John Ryan settled on a character that was neither human nor animal. It resembled a blue tear, with hands sprouting three fingers and a thumb, lightning eyebrows, and a big, sheepish grin.
Georgia pecan farmers have thrived for a century. After Hurricane Michael, they’re unsure if they’ll survive another generation.
After Hurricane Matthew in 2016, Hurricane Irma in 2017, and Hurricane Michael in 2018, Georgia's pecan farming industry is suffering. Georgia lost a sixth of its total pecan trees from Hurricane Michael and generations of farmers lost their crops—giving them a long road to recovery. Combined with increasing tariffs, many farmers are uncertain about their future.
Every third Saturday of May during the 1970s, Atlanta hosted a raft race on the Chattahoochee River. Sounds simple, and it sort of was, until the race took on dimensions that even its founder, Larry Patrick, never imagined.
We live in a world obsessed with its end. The past decade has given us a litany of Revelation-scale misery, or at least the threat of it: 9/11, Katrina, nuclear weapons in the hands of madmen (hello, Kim Jong-un), monster tornadoes, blazing meteors, relentless plagues, hellacious storms.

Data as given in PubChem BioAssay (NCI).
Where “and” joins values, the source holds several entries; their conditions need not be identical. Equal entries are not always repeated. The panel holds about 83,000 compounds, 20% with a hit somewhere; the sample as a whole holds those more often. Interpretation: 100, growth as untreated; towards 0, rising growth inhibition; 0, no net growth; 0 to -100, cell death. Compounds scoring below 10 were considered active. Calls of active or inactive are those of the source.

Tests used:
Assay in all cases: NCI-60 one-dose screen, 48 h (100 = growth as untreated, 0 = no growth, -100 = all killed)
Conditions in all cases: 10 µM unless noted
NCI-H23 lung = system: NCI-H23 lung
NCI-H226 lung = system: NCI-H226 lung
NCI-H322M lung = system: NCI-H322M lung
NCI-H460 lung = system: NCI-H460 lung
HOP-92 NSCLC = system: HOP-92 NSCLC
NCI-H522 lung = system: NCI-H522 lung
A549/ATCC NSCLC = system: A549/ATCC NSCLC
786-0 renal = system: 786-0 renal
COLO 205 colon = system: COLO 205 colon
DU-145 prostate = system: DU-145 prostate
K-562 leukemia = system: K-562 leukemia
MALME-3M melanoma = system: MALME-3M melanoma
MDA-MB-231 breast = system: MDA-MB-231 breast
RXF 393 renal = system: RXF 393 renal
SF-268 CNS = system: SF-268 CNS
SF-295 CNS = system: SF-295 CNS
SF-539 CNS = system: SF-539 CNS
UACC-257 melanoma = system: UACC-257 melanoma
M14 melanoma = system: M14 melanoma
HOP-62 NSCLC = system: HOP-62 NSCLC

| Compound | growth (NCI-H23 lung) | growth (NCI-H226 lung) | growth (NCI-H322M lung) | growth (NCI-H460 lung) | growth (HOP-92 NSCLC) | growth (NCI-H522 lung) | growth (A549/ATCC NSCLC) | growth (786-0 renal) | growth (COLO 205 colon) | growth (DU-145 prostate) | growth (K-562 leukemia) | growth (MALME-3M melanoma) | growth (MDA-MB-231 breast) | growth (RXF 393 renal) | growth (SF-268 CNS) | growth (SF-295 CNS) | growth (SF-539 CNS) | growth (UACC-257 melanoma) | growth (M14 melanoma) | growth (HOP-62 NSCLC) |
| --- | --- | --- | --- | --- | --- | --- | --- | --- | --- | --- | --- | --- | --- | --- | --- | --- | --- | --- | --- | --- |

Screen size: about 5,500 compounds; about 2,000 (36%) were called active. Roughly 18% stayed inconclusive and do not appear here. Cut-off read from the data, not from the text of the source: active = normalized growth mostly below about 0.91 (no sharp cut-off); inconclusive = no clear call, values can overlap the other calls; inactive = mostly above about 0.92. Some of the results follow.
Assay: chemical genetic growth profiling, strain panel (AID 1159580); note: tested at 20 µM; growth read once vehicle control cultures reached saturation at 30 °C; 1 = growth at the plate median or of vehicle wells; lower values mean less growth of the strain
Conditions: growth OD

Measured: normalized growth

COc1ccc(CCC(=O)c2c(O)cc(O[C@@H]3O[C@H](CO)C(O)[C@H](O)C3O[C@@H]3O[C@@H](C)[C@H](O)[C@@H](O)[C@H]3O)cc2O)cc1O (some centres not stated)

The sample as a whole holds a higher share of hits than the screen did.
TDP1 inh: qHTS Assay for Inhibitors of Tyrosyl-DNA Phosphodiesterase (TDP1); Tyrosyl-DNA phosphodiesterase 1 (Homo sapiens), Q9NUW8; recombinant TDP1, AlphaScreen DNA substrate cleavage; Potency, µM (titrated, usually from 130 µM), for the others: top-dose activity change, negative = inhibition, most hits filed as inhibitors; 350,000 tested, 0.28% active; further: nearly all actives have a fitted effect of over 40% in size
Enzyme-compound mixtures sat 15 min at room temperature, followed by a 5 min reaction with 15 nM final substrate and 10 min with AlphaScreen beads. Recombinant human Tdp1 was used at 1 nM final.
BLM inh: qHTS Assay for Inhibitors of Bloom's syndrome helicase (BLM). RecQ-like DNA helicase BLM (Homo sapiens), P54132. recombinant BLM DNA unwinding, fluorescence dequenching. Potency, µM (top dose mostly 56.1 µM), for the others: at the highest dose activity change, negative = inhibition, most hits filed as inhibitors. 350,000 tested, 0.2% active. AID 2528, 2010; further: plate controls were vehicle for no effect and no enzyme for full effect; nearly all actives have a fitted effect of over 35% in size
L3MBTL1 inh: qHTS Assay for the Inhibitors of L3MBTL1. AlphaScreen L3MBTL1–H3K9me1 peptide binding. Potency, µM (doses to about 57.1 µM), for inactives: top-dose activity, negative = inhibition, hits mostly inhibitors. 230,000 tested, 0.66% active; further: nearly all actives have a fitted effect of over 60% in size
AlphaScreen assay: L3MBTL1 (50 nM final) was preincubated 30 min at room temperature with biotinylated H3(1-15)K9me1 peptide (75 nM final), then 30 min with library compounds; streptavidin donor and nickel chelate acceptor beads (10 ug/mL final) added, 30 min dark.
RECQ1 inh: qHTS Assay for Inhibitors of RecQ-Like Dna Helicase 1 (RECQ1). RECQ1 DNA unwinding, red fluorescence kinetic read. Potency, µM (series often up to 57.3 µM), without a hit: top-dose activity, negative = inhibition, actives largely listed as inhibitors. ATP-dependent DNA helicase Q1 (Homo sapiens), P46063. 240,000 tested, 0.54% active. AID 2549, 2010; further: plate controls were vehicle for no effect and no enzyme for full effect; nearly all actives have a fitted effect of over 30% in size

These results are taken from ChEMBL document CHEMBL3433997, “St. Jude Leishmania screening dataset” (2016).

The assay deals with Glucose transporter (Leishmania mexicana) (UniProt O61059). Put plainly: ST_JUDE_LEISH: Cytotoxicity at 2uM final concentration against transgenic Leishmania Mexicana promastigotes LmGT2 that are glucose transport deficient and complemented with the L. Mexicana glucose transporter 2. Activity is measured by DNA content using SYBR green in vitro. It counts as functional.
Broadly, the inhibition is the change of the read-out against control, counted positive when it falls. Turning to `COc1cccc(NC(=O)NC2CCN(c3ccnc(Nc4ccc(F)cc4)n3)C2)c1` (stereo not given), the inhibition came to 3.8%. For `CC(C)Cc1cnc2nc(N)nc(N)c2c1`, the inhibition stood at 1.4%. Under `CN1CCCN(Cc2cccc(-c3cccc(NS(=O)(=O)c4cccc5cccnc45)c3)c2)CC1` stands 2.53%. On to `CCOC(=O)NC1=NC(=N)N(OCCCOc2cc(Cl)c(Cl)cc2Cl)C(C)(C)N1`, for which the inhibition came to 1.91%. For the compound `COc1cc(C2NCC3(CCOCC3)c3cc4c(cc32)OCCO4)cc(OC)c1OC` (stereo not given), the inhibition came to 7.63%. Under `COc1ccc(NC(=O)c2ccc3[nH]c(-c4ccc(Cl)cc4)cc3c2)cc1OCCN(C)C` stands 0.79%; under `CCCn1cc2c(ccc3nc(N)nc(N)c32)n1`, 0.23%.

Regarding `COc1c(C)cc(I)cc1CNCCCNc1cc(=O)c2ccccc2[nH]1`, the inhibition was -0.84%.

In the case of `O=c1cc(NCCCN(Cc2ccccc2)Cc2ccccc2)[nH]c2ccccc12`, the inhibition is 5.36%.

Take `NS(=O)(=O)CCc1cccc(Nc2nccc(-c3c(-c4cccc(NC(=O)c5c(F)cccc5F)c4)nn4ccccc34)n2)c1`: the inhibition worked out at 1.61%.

In Robert Joseph Cox’s Hall of Fame–worthy managerial career, spent almost entirely with the Braves, the sixty-nine-year-old earned 2,504 wins (fourth all-time), fifteen division titles (a record fourteen in a row), one World Series ring, and 158 ejections, the most in Major League Baseball history. “I’m not proud of that last record,” grumbles Cox. “There is no record. It’s a simple matter of longevity.” In retirement since the 2010 season, his immediate plans are “to relax.”
Each summer, faithful flock to Covington, Georgia for one of the country’s oldest Christian revivals
Salem Camp Ground in Covington, site of one of the country’s oldest Christian revivals, started out as a brush arbor—a few poles draped with tree branches to give worshipers shade from the summer sun. That was in 1835. The Civil War was still a generation away. Covington was a new town with a fledgling square a few miles down the road from Salem.
HB1 is perhaps most notable for what it doesn’t do: permit the cultivation of cannabis in Georgia. This creates a dilemma for the very people it was designed to help: You can now possess cannabis oil for your medical condition, but because you’ll have to purchase it out-of-state, you’ll be breaking federal law by crossing state lines to bring it home.